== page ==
Source: IC Journal

Citation:
Hong KS, Jang JG, Hur J, Lee JH, Kim HN, Lee W, Ahn JH.   Early Hydroxychloroquine Administration for Rapid Severe Acute Respiratory Syndrome Coronavirus 2 Eradication.   Infect Chemother. 2020 Jan;52:e43.

Coronavirus disease 2019 (COVID-19) pneumonia outbreak, caused by severe acute respiratory syndrome coronavirus 2 (SARS-CoV-2) infection emerged in Wuhan, China in December 2019, rapidly spread to produce a worldwide pandemic [1]. There are no proven therapeutics for COVID-19, and current toll estimate more than 2.7 million infected people and almost 200 thousand deaths worldwide as of April 24 2020, according to data compiled by Johns Hopkins University.

Recent studies have reported factors in association with prolonged duration of viral RNA shedding [23]. But so far, no study has demonstrated the effects of antiviral drug administration on the duration of viral shedding and clinical improvement in COVID-19 patients.

We investigated the time of antiviral drug administration in COVID-19 patients with factors and inhibitors associated with prolonged viral shedding, clinical improvement and cytokine storm, respectively.

We enrolled 99 patients confirmed with SARS-CoV-2 infection at Yeungnam University Medical Center in Daegu, Korea. This study was reviewed and approved by the Institutional Review Board of Yeungnam University Hospital (YUH IRB 2020-03-057, 2020-05-031-001). The requirement for informed consent was waived because of the retrospective study design.

The primary outcome of this study was the viral clearance rates in the first 30 days after the diagnosis. The secondary outcome was time to clinical improvement. Clinical improvement was analyzed in two variables: (1) temperature recovery, defined as a patient with body temperature below 37.5°C and does not rise again afterwards; (2) radiologic recovery, defined as an improvement compared to initial imaging findings.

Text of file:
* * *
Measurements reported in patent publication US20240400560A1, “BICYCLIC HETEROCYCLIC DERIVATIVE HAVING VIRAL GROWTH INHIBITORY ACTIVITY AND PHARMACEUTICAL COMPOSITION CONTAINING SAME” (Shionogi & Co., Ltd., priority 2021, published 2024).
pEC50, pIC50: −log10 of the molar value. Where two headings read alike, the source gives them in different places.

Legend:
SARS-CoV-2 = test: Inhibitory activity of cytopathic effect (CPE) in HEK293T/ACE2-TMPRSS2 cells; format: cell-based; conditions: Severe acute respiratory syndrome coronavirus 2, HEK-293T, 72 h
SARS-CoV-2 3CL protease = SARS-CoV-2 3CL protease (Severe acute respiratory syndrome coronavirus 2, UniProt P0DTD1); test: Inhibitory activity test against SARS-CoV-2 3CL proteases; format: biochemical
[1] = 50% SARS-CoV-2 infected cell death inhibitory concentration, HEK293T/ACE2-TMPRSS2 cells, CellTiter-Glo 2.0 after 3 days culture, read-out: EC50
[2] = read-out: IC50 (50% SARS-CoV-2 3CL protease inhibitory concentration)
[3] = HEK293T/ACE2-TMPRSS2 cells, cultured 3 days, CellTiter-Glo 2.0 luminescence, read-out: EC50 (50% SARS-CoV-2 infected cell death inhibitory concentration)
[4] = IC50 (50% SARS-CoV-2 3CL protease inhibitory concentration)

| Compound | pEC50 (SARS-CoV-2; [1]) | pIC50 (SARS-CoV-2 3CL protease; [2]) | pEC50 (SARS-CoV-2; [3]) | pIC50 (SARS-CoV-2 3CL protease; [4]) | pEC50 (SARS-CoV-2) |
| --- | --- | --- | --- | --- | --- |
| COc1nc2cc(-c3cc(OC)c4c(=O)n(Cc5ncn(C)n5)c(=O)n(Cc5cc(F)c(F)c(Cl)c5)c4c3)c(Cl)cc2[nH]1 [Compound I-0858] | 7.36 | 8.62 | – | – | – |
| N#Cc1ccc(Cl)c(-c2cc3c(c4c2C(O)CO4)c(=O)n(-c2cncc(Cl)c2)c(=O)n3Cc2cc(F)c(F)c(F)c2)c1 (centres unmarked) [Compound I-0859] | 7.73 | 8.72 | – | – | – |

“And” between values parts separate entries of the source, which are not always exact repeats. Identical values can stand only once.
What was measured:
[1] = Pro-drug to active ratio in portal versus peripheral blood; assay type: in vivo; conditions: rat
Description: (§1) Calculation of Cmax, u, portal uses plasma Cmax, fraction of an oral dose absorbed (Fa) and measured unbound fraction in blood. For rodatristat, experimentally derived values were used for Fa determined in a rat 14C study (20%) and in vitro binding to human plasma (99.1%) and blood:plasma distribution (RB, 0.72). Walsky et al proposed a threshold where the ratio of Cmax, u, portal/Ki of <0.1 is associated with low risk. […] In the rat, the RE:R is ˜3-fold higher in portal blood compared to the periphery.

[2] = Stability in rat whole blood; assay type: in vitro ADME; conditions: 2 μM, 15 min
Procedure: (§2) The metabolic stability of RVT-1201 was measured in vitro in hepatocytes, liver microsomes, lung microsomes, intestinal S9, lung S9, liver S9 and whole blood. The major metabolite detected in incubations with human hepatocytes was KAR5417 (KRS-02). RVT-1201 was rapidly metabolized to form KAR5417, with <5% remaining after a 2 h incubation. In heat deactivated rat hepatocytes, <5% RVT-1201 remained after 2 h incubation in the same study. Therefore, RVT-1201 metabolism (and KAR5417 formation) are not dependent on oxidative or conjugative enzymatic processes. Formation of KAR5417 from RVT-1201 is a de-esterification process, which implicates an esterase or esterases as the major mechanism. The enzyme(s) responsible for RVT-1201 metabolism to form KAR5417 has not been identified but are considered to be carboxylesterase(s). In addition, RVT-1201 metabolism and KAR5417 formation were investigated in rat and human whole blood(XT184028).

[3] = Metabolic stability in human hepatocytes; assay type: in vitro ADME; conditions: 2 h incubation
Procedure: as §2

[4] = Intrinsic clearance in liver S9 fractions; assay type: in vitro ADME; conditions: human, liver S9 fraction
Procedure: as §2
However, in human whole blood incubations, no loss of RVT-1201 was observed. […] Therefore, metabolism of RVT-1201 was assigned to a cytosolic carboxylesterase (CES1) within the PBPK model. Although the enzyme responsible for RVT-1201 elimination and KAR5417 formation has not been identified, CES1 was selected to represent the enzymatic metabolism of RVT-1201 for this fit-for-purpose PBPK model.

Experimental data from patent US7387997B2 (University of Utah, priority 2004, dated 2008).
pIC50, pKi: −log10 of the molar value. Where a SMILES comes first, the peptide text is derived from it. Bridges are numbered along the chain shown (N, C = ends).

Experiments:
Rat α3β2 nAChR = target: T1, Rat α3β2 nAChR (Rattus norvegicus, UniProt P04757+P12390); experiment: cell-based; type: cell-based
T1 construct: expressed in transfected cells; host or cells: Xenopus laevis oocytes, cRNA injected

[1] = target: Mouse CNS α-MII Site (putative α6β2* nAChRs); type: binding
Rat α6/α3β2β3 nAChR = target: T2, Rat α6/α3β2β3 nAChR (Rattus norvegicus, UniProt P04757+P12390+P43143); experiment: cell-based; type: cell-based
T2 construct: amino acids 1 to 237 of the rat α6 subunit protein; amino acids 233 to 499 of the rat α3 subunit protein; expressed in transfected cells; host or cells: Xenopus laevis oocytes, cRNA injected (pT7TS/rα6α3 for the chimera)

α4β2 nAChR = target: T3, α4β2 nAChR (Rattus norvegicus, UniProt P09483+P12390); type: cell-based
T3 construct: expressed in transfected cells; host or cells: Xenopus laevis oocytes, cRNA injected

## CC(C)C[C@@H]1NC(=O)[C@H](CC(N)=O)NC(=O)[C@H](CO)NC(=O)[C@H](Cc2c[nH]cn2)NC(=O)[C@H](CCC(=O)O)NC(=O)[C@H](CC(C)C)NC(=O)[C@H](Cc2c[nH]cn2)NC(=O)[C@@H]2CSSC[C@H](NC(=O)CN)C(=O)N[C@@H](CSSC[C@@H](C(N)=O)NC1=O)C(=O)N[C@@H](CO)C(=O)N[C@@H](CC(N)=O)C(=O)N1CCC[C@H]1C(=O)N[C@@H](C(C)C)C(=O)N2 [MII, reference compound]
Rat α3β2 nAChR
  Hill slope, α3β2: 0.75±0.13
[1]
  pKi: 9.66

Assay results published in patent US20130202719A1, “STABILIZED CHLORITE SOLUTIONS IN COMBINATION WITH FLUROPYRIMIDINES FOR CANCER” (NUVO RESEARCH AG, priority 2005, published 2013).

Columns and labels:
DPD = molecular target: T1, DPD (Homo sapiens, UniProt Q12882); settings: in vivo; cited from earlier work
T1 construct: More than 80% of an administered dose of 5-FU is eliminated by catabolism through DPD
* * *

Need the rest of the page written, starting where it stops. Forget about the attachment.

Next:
Patients were enrolled if they met one of the following criteria: (1) cured and discharged within 30 days without viral shedding; (2) remained in the hospital without viral shedding; (3) viral shedding at 30 days. Nine patients who died less than 30 days after the diagnosis with viral shedding were excluded. One patient was excluded as the patient were less than 30 days after the diagnosis with viral shedding. And 1 patient was excluded as the patient transferred to therapeutic living center. The final date of follow-up was April 17, 2020.

The patients were confirmed positive with real-time reverse transcriptase-polymerase chain reaction (RT-PCR) assay (AllplexTM 2019-nCoV Assay targeting E gene, RdRp gene, and N gene by Seegene Technologies Inc, Seoul, Korea) [4]. After the patient’s symptoms improved, specimen sampling of the sputum, nasopharyngeal swab were conducted daily. We conducted specimen collection according to the manufacturer’s protocol. For each gene, a cycle threshold value (Ct-value) less than 40 was defined as a positive results, while a Ct-value of more than 40 was defined as negative. Specimen with a Ct-value of more than 40 in both E gene, RdRp gene, and N gene was defined as negative results.